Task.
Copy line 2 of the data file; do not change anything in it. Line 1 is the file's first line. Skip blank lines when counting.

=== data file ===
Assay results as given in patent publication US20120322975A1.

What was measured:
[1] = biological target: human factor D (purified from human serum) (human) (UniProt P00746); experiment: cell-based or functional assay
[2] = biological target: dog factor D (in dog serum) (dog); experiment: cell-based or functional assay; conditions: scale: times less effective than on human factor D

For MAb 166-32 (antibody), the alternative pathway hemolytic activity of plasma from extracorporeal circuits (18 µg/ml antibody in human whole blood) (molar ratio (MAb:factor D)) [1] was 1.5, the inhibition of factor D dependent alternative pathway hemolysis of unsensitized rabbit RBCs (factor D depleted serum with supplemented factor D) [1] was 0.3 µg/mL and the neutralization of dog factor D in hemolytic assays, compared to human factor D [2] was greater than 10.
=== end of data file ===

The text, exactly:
What was measured: